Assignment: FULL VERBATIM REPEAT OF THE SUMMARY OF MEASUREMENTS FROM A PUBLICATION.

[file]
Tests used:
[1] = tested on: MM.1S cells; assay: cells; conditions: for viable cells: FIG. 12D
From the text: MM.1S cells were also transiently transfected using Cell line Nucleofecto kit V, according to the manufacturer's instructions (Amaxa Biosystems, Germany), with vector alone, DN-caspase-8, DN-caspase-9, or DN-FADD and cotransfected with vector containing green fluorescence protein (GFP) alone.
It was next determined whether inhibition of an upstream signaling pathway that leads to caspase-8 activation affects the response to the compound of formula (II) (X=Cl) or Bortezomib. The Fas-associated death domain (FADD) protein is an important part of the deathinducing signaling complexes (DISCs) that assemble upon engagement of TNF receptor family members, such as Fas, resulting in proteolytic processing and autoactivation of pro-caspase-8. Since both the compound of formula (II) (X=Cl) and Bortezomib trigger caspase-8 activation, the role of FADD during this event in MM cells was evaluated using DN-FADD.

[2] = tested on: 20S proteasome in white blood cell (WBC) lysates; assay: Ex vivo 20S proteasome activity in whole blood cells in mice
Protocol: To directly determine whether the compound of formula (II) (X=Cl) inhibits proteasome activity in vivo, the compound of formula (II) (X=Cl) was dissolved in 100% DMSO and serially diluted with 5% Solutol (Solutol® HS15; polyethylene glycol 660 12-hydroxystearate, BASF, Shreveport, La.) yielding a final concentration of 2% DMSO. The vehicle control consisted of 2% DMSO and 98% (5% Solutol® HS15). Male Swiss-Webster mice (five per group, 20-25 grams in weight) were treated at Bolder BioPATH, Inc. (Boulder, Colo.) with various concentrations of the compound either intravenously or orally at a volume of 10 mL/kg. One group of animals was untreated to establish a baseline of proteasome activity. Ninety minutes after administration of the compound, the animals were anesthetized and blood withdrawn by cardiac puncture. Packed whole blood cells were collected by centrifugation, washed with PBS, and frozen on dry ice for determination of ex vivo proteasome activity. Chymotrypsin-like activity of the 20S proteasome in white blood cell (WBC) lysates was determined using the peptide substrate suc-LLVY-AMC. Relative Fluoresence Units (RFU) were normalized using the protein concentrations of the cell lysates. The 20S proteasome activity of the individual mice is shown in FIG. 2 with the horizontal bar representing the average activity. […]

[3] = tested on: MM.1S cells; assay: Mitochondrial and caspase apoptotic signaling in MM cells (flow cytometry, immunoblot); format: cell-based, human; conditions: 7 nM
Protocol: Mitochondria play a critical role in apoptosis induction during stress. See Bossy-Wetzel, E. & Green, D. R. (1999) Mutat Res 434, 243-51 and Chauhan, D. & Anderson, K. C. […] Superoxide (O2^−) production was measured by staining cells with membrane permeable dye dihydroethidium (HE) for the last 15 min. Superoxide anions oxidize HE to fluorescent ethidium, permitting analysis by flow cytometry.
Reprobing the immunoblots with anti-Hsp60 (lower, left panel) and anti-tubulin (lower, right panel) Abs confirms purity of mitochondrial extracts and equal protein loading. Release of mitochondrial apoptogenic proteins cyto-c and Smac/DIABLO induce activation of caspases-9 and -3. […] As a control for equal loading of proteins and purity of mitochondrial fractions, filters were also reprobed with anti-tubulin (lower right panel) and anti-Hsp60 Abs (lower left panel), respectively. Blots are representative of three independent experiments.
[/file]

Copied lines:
Tests used:
[1] = tested on: MM.1S cells; assay: cells; conditions: for viable cells: FIG. 12D
From the text: MM.1S cells were also transiently transfected using Cell line Nucleofecto kit V, according to the manufacturer's instructions (Amaxa Biosystems, Germany), with vector alone, DN-caspase-8, DN-caspase-9, or DN-FADD and cotransfected with vector containing green fluorescence protein (GFP) alone.
It was next determined whether inhibition of an upstream signaling pathway that leads to caspase-8 activation affects the response to the compound of formula (II) (X=Cl) or Bortezomib. The Fas-associated death domain (FADD) protein is an important part of the deathinducing signaling complexes (DISCs) that assemble upon engagement of TNF receptor family members, such as Fas, resulting in proteolytic processing and autoactivation of pro-caspase-8. Since both the compound of formula (II) (X=Cl) and Bortezomib trigger caspase-8 activation, the role of FADD during this event in MM cells was evaluated using DN-FADD.

[2] = tested on: 20S proteasome in white blood cell (WBC) lysates; assay: Ex vivo 20S proteasome activity in whole blood cells in mice
Protocol: To directly determine whether the compound of formula (II) (X=Cl) inhibits proteasome activity in vivo, the compound of formula (II) (X=Cl) was dissolved in 100% DMSO and serially diluted with 5% Solutol (Solutol® HS15; polyethylene glycol 660 12-hydroxystearate, BASF, Shreveport, La.) yielding a final concentration of 2% DMSO. The vehicle control consisted of 2% DMSO and 98% (5% Solutol® HS15). Male Swiss-Webster mice (five per group, 20-25 grams in weight) were treated at Bolder BioPATH, Inc. (Boulder, Colo.) with various concentrations of the compound either intravenously or orally at a volume of 10 mL/kg. One group of animals was untreated to establish a baseline of proteasome activity. Ninety minutes after administration of the compound, the animals were anesthetized and blood withdrawn by cardiac puncture. Packed whole blood cells were collected by centrifugation, washed with PBS, and frozen on dry ice for determination of ex vivo proteasome activity. Chymotrypsin-like activity of the 20S proteasome in white blood cell (WBC) lysates was determined using the peptide substrate suc-LLVY-AMC. Relative Fluoresence Units (RFU) were normalized using the protein concentrations of the cell lysates. The 20S proteasome activity of the individual mice is shown in FIG. 2 with the horizontal bar representing the average activity. […]

[3] = tested on: MM.1S cells; assay: Mitochondrial and caspase apoptotic signaling in MM cells (flow cytometry, immunoblot); format: cell-based, human; conditions: 7 nM
Protocol: Mitochondria play a critical role in apoptosis induction during stress. See Bossy-Wetzel, E. & Green, D. R. (1999) Mutat Res 434, 243-51 and Chauhan, D. & Anderson, K. C. […] Superoxide (O2^−) production was measured by staining cells with membrane permeable dye dihydroethidium (HE) for the last 15 min. Superoxide anions oxidize HE to fluorescent ethidium, permitting analysis by flow cytometry.
Reprobing the immunoblots with anti-Hsp60 (lower, left panel) and anti-tubulin (lower, right panel) Abs confirms purity of mitochondrial extracts and equal protein loading. Release of mitochondrial apoptogenic proteins cyto-c and Smac/DIABLO induce activation of caspases-9 and -3. […] As a control for equal loading of proteins and purity of mitochondrial fractions, filters were also reprobed with anti-tubulin (lower right panel) and anti-Hsp60 Abs (lower left panel), respectively. Blots are representative of three independent experiments.